When the global economic crisis hit last fall, the promotional plans of Olympic sponsors were turned upside down.
Only Molson-Coors, Samsung and Coca-Cola, B.C. Lottery Corp., and Heineken have announced public pavilions so far. Governments, however, don’t seem concerned about spending taxpayer dollars. In fact, the governments appear to be rescuing VANOC in a subtle way that will be not-so-subtle come February.
Ontario, Quebec and Saskatchewan will have pavilions on the old Expo 86 site, the northeast False Creek Concord Place. The Atlantic provinces are joining forces at the Arts Club Theatre on Granville Island. Manitoba will be at the EasyPark live site along with the Sept. 20-announced Canada Pavilion.
The Canadian Heritage ministry is spending $10 million on the tourism and trade exhibit. The last paragraph of the news release, however, says bids will soon open for designing, building and operating the pavilion. Hurry up, guys and gals, the opening ceremony is in less than five months! Seems like this was written on the back of a napkin by Gary Lunn, the junior minister for the Olympics.
Why do I say that? Not because of cynicism. As recently as July the federal government was studying the feasibility of an Olympic and Paralympic pavilion being part of a national tour hitting big domestic events. In fact, the feds are well-advanced in their planning for the Canada Pavilion at the Shanghai 2010 World Expo and renovations to make Trafalgar Square’s Canada House embassy the Canada pavilion for London 2012.
In August, the B.C. government released a request for proposals for a B.C. Canada Pavilion in the fourth floor of the Vancouver Art Gallery. Victoria and Ottawa partnered on pavilions in Torino and Beijing. Problem is, there was previously no plan to do a joint B.C./Canada pavilion at Vancouver 2010 and the entire B.C. presence was supposed to fit in Robson Square. Renting space in VAG was not part of the plan.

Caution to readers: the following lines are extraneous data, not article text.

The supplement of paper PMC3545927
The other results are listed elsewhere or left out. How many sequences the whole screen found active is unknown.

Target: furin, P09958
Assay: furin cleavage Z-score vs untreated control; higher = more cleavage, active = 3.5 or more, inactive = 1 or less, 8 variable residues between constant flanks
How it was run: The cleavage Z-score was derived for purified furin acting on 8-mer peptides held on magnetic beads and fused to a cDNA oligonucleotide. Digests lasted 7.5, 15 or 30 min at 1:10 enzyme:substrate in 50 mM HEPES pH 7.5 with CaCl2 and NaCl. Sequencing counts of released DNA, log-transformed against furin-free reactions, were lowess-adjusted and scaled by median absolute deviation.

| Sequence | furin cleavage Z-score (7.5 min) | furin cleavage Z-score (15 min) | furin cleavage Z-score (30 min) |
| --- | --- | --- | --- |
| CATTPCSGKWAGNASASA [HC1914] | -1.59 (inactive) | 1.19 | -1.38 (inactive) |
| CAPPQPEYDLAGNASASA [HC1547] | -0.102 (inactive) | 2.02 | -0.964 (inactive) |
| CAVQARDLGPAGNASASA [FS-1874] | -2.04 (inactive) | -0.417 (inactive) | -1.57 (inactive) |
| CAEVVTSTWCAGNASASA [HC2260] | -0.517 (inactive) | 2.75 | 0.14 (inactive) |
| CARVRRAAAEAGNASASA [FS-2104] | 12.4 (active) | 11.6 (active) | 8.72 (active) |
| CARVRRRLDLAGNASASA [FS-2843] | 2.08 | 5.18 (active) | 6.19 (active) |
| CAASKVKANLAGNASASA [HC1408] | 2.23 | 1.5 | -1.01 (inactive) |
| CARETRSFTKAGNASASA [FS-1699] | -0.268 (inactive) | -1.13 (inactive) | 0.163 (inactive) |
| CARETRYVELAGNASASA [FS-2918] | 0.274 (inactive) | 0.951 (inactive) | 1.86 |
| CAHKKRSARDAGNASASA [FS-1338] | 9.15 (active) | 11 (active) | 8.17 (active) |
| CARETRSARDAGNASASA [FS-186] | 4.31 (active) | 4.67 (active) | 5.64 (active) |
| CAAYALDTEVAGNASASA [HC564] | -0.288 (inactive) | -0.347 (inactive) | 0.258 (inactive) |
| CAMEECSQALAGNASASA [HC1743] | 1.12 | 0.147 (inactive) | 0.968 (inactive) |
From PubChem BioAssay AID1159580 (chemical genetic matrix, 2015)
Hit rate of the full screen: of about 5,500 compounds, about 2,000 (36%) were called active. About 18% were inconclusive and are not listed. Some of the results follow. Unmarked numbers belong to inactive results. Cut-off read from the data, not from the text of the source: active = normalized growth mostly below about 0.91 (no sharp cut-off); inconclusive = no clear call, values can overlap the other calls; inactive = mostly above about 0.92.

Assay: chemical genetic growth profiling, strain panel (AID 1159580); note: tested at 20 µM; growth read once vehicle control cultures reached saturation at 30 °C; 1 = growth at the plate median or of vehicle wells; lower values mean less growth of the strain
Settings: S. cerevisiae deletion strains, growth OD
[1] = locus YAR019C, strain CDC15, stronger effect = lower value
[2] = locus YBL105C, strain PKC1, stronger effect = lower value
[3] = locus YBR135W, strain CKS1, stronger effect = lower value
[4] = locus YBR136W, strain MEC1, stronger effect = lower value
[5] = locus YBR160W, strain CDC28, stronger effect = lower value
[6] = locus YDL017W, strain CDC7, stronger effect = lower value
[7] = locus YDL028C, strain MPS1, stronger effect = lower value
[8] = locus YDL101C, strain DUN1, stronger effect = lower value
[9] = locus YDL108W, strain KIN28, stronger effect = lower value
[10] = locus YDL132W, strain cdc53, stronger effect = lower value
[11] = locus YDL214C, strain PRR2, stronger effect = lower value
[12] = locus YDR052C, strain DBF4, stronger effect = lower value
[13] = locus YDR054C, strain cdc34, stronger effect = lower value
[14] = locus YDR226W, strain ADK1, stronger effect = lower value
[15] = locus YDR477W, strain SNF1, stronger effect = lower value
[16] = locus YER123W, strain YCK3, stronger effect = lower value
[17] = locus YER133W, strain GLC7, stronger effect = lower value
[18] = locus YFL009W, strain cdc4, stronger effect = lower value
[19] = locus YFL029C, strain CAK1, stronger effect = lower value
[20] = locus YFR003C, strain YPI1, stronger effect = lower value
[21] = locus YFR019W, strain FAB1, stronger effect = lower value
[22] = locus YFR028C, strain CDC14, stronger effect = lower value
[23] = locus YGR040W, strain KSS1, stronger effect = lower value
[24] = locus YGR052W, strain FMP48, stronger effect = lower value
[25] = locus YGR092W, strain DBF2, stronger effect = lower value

Robson Square was simply to host the B.C. International Media Centre, B.C. Showcase, 2010 Commerce Centre and the GE Ice Plaza free skating rink. The list is right here. A pavilion, per se, was not part of the plans that were originally envisioned by B.C. 2010 Winter Games Secretariat CEO Annette Antoniak. She was suddenly replaced last January by Phil Steenkamp.
Apparently, Mr. Steenkamp has new ideas. Or perhaps someone in the Liberal government asked for the Secretariat to do more while VANOC and the local economy have to do with less from recession-hit, penny-pinching Olympic sponsors.
Maybe B.C.’s junior minister for the Olympics, Mary McNeil, has a pen and napkin just like Lunn’s.
News and views on Vancouver 2010 (and beyond) from Bob Mackin.